Life in the Leaf Litter
Harbinger of Spring (Erigenia bulbosa), late February
Look carefully at the faded leaves carpeting the forest floor in February and early March, and you’ll see the first wildflowers of—yes, late winter. The aptly named harbinger-of-spring has already pushed through the leaf litter, and is attracting pollinators with its tiny white blooms.
This diminutive member of the carrot family requires full to partial shade, rich loamy soil and moisture to thrive. The dead leaves through which it emerges are a key contributor to its reappearance year after year, as they are to the showier flowers that follow: the trout lily, geranium, white baneberry and fire-pink; and the leafy green ferns and groundcovers that complement them.
Emerging White Baneberry or Dolls' Eyes (Actaea pachypoda)
Woody plants also flourish in the leaf litter. Black oak acorns are often carried into our yard from the adjacent woods and cached there by blue jays. Seedlings that sprout from acorns left in the grass inevitably die soon into their first year, susceptible to the deleterious effects of sun, wind and drought, unable to penetrate the compacted soil or compete with the matted roots of the grass. Acorns cached in our wild shade garden, however--stuffed into the leaf litter, perhaps secreted under a slab of bark or tucked beneath a log, germinated into a far more favorable environment. Several years on these acorns have grown into sturdy saplings that contribute their own leaves to the garden floor. In future these oak trees will support a vast array of wildlife, from leaf-munching caterpillars to the animals that consume them, to the birds and mammals who relish acorns, and to the fungus that feeds on the tree after it dies.
Black Oak (Quercus vellutina) leaves flushing
The leaf-littered earth is an efficacious nursery for young plants; fallen leaves create a microclimate around an emerging wildflower or tree seedling, insulating it from desiccating wind and sun. A layer of dead leaves retains moisture, and contributes to a looser, warmer soil full of nutrients--as well as the fungal hyphae on which many green plants depend for efficient uptake of water and minerals. And a healthy amount of leaf litter, along with logs and branches left to rot on the ground, also generates tremendous animal biodiversity in the garden.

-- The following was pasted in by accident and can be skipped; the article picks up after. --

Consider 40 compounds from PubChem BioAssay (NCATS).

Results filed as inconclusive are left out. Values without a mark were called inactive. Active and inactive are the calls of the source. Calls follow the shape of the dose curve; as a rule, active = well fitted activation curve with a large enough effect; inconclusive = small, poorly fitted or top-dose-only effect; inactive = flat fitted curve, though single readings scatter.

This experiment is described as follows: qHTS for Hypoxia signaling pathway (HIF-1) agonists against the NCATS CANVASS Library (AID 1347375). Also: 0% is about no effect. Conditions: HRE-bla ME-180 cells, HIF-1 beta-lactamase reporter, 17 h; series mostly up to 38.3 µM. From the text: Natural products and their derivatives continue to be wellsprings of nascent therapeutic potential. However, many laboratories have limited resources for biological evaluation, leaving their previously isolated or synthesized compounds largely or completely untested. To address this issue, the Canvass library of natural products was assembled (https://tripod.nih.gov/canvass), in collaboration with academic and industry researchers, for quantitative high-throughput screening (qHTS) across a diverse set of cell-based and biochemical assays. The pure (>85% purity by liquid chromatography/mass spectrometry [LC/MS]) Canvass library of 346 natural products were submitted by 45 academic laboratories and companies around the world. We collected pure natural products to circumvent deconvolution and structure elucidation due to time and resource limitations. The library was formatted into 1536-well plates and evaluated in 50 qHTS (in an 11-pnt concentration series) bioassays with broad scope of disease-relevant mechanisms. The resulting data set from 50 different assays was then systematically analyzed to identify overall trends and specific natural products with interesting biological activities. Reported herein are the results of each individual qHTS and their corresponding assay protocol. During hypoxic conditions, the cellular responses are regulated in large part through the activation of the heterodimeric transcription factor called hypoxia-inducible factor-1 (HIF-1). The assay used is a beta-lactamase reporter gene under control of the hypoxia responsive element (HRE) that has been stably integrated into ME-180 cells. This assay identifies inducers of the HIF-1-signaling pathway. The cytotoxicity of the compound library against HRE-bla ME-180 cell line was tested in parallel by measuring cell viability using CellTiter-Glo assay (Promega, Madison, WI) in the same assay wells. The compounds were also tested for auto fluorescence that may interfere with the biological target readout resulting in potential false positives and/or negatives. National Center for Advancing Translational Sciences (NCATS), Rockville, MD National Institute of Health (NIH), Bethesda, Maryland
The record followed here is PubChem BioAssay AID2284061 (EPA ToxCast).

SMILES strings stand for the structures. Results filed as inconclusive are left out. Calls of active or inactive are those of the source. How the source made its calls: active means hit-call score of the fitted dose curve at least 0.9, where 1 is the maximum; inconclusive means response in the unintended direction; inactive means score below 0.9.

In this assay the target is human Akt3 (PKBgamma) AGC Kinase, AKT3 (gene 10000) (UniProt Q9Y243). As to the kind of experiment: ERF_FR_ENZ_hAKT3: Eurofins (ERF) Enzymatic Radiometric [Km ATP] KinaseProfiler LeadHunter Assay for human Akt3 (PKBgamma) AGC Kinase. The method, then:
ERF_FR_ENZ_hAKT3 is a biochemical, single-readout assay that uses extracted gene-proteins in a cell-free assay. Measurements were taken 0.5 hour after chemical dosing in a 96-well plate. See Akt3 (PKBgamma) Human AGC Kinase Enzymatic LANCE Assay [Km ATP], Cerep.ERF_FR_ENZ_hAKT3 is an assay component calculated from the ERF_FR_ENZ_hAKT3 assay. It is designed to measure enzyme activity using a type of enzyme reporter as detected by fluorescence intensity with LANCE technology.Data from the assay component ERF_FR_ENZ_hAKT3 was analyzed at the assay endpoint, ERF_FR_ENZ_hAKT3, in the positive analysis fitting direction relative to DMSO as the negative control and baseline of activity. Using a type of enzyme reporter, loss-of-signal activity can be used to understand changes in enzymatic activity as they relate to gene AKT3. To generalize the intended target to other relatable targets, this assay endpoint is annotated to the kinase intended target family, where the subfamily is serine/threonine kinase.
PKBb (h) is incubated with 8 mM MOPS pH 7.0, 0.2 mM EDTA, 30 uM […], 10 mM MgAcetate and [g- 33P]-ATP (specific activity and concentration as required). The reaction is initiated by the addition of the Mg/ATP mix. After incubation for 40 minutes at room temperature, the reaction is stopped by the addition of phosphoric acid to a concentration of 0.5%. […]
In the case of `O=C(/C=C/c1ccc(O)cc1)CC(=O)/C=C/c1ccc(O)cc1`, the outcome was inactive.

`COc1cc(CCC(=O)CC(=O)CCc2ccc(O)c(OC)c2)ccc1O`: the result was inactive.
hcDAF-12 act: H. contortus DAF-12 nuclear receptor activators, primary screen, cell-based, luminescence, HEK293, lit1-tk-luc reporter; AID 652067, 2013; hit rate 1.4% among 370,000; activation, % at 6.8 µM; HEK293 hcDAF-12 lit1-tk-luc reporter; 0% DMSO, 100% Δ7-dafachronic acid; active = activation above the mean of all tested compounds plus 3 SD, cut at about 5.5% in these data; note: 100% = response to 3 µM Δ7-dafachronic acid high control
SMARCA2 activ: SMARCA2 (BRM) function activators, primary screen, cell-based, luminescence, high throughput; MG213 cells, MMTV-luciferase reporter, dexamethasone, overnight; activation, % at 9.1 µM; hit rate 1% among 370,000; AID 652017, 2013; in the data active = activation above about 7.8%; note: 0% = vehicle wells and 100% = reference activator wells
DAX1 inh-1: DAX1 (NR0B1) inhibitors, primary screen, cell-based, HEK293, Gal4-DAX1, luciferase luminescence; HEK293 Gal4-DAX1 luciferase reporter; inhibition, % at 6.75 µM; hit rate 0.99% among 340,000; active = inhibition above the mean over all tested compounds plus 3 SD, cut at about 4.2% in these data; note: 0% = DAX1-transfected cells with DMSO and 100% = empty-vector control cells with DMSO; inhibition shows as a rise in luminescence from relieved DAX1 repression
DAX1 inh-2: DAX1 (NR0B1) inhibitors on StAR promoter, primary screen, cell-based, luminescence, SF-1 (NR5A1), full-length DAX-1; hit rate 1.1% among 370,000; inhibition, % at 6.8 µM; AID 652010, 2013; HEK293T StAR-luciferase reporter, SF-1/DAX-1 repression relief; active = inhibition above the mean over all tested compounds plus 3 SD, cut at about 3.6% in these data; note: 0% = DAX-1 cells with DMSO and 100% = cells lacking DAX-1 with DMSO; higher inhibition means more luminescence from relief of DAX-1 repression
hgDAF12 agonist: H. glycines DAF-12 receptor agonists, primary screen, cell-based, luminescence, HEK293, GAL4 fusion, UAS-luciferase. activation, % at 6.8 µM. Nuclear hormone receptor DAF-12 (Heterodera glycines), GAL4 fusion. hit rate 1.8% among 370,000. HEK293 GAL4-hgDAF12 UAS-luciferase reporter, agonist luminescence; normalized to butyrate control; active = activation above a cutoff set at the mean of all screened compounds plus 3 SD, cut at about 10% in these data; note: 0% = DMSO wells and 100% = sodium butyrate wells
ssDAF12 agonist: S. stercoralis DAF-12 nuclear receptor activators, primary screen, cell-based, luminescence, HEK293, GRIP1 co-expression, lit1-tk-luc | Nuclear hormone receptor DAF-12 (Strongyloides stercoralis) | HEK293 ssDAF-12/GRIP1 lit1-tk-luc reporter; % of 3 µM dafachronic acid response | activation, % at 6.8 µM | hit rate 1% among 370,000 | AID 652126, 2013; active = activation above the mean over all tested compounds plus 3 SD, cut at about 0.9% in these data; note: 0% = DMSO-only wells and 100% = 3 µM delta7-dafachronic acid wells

Scarlet Cup Fungus beneath May Apple.
Juvenile Five-lined Skink.
When we plant a landscape for wildlife, we usually aim to attract creatures that dwell with us above ground. We grow native plants with flowers to nourish pollinators--butterflies, moths, bees, and hummingbirds, and leaves that can be eaten by our native lepidopteran larvae, essential food for migrating and nesting birds. We plant native trees and shrubs that offer nutritious seeds and fruits to birds and mammals, and provide wildlife with water and nest boxes and supplemental nourishment in feeders.
But biodiversity at eye-level is dependent on the subtle, seldom seen organisms existing under our feet-- in the soil, the leaf litter, the decaying organic matter. These are the less charismatic dwellers at or below ground level: bacteria, fungus, flea-like springtails, wee arthropods, millipedes, centipedes, worms, snails and slugs, insect pupae. While we’re enjoying the flamboyant high-flying birds and butterflies in our wildlife garden, these creepy-crawlers are going about their business below us, recycling leaves, fallen branches, the fading shoots of spring ephemerals, animal waste—essentially breaking the garden down and building it up again.
American Toad among leaves of Yellow Trout Lily (Erythronium americanum)
These small-scale critters provide sustenance for larger ones: predators such as spiders, salamanders, skinks, snakes, frogs, turtles and toads, all of which use logs as cover and leaves for camouflage, but still take their turn as prey for even larger animals, including the birds and mammals we hoped to attract in the first place.
A neatly manicured and mulched lawn and garden is one with fewer places in which life can flourish. If you desire to welcome life into your landscape, consider restraining your rake come autumn. Instead of manhandling those leaves into bags or onto the curb, let them lay, along with rotting logs, sloughed-off bark and fallen branches (some folks like to chop leaves up with lawn mowers or other implements, but keep in mind that the leaf litter also harbors overwintering pupae for moths and other insects). Let the fallen litter provide free mulch, contribute to a functioning food chain and sustain a healthy diversity of plants and animals. Let it form the foundation for a thriving wild garden.